I get the same question these days wherever I go and from whomever I meet: What do you think of Thomas Piketty? It’s really two questions in one: What do you think of Piketty the book, and what do you think of Piketty the phenomenon?
The first question is much easier to answer. By sheer luck, I was among the earliest readers of the English-language version of Capital in the Twenty–First Century. Piketty’s publisher, Harvard University Press, had sent me the pre-publication galleys, hoping that I would contribute a blurb for the back cover. I did so happily, as I found the scope, depth, and ambition of the book impressive.
I was of course familiar with Piketty’s empirical work on income distribution, carried out jointly with Emmanuel Saez, Anthony Atkinson, and others. This research had already produced startling new findings on the rise of the incomes of the super-rich. It had shown that inequality in many advanced economies has reached levels not seen since the early part of the twentieth century. It was a tour de force on its own.
But the book goes far beyond the empirical work, and narrates an intriguing cautionary tale about the dynamics of wealth under capitalism. Piketty warns us not to be fooled by the apparent stability and prosperity that was the common experience of the advanced economies during a few decades in the second half of the twentieth century. In his story, it is the un-equalizing, destabilizing forces that may be dominant within capitalism.
Perhaps more than the argument itself, what makes Capital in the Twenty-First Century a great read is the sense of witnessing a superb mind grapple with the big questions of our time. Piketty’s emphasis on the political nature of the distribution of income; his subtle back-and-forth between the general laws of capitalism and the role played by contingency; and his willingness to offer bold (if, to many, impractical) remedies to save capitalism from itself are as refreshing as they are rare for an economist.
So I would have liked to claim that I was prescient in foreseeing the huge academic and popular success that the book would have upon publication. In truth, the book’s reception has been a big surprise.
For one thing, the book is hardly an easy read. It is almost 700 pages long (including the notes), and, though Piketty does not spend much time on formal theory, he is not beyond sprinkling an occasional equation or Greek letters throughout the text. Reviewers have made much of Piketty’s references to Honoré de Balzac and Jane Austen; yet the fact is that the reader will encounter mainly an economist’s dry prose and statistics, while the literary allusions are few and far between.
The economics profession’s response has not been uniformly positive. The book’s argument revolves around a number of accounting identities that relate saving, growth, and the return to capital to the distribution of wealth in a society. Piketty is very good at bringing these abstract relations to life by hanging real numbers on them and tracing their evolution over history. Nevertheless, these are relationships that are well known to economists.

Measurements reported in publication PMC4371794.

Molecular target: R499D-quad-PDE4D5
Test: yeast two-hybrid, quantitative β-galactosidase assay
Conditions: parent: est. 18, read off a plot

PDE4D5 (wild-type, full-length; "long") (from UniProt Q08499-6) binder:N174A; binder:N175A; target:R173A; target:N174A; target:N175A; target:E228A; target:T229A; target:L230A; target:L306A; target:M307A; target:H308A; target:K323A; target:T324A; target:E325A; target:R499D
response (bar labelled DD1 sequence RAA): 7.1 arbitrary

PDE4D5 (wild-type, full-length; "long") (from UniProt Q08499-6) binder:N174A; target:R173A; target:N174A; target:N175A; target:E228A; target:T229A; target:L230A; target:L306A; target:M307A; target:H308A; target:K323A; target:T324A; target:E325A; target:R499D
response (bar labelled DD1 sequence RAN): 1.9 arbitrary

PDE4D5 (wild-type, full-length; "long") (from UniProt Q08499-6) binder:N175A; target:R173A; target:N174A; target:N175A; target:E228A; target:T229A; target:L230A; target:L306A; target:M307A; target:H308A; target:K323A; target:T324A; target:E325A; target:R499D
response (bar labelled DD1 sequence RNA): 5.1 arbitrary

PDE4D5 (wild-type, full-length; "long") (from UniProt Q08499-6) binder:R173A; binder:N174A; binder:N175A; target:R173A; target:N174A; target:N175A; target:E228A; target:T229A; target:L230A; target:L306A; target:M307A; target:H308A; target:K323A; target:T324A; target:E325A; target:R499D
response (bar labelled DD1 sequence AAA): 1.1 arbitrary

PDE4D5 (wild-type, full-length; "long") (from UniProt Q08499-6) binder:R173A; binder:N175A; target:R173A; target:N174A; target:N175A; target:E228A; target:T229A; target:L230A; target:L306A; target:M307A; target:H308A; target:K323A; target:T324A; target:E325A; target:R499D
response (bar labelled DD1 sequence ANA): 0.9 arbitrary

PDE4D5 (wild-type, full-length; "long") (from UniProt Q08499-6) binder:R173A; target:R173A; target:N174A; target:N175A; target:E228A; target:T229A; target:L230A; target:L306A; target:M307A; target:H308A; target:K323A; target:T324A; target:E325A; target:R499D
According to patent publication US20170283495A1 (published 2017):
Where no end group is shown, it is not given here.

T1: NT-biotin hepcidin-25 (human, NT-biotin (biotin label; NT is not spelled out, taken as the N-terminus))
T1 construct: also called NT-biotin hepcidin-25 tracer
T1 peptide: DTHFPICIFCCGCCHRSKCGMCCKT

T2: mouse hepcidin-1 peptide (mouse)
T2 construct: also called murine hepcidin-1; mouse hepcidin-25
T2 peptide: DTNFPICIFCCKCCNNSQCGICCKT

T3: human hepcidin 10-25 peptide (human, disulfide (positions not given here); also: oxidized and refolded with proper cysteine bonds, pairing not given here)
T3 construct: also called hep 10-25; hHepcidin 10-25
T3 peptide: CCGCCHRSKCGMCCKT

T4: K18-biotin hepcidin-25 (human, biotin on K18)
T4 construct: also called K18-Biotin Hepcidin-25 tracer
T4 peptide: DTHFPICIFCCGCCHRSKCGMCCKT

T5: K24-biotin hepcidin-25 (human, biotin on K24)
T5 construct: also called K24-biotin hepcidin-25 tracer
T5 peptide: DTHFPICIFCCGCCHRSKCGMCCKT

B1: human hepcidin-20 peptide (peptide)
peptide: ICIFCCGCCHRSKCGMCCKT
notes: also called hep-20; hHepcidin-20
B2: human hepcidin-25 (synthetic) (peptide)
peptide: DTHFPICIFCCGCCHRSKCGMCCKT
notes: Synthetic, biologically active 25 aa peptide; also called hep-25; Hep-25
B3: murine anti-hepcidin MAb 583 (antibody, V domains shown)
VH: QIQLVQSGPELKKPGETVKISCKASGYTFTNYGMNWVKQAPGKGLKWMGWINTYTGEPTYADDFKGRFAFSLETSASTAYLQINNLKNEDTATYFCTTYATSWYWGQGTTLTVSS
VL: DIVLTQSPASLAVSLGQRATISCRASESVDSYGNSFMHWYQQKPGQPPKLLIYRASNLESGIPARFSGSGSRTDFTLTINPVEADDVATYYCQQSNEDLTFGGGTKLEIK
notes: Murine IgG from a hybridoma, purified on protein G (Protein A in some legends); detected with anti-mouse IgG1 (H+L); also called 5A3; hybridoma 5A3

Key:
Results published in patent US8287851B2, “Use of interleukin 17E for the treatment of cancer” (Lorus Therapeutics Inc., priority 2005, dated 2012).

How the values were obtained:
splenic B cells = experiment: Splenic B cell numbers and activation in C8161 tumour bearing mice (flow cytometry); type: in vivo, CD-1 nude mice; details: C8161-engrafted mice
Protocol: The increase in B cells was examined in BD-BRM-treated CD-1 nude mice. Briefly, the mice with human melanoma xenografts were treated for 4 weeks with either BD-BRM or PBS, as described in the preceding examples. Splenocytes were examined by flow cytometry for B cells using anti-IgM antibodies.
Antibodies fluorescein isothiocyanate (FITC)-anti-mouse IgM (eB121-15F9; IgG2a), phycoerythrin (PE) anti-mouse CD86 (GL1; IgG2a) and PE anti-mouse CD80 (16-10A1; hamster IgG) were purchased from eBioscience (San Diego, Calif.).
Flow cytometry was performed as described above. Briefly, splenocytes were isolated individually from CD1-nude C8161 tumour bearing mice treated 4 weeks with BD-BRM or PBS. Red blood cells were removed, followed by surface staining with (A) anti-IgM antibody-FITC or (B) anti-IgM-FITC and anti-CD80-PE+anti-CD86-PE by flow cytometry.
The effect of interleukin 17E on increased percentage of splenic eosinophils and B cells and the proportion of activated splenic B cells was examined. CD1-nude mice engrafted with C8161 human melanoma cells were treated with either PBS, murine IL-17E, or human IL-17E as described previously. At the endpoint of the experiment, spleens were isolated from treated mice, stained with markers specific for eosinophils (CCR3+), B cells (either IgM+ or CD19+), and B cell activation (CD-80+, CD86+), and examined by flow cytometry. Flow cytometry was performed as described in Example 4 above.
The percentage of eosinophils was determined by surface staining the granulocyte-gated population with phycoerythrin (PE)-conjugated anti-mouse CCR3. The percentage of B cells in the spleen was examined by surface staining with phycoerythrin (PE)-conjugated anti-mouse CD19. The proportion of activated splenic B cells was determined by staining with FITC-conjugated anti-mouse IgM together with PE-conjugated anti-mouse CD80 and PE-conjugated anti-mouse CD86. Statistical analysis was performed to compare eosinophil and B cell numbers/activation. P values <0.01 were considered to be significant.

Piketty’s pessimistic prognosis rests on a slight extension of this accounting framework. Under plausible assumptions – namely that the wealthy save enough – the ratio of inherited wealth to income (or wages) continues to increase as long as r, the average rate of return to capital, exceeds g, the growth rate of the economy as a whole. Piketty argues that this has been the historical norm, except during the tumultuous first half of the twentieth century. If that is what the future looks like, we are facing a dystopia in which inequality will rise to levels never before experienced.
Yet extrapolation is dangerous in economics, and the evidence that Piketty adduces to support his argument is hardly conclusive. As many have argued, the return to capital, r, may well start to decline if the economy becomes too rich in capital relative to labor and other resources and the rate of innovation slows down. Alternatively, as others have pointed out, the global economy may pick up speed, buoyed by developments in the emerging and developing world. Piketty’s vision needs to be taken seriously, but it is hardly an iron law.
Perhaps the source of the book’s success should be sought in the zeitgeist. It is difficult to believe that it would have had the same impact ten or even five years ago, in the immediate aftermath of the global financial crisis, even though identical arguments and evidence could have been marshaled then. Unease about growing inequality has been building up for quite some time in the United States. Middle-class incomes have continued to stagnate or decline, despite the economy’s recovery. It appears that it is now acceptable to talk about inequality in America as the central issue facing the country. This might explain why Piketty’s book has received greater attention in the US than in his native France.
Capital in the Twenty-First Century has reignited economists’ interest in the dynamics of wealth and its distribution – a topic that preoccupied classical economists such as Adam Smith, David Ricardo, and Karl Marx. It has brought to public debate crucial empirical detail and a simple but useful analytical framework. Whatever the reasons for its success, it has already made an undeniable contribution both to the economics profession and to public discourse.
Dani Rodrik is Professor of Social Science at Princeton’s Institute for Advanced Study and author, most recently, of The Globalization Paradox: Democracy and the Future of the World Economy.
© 2014 Project Syndicate.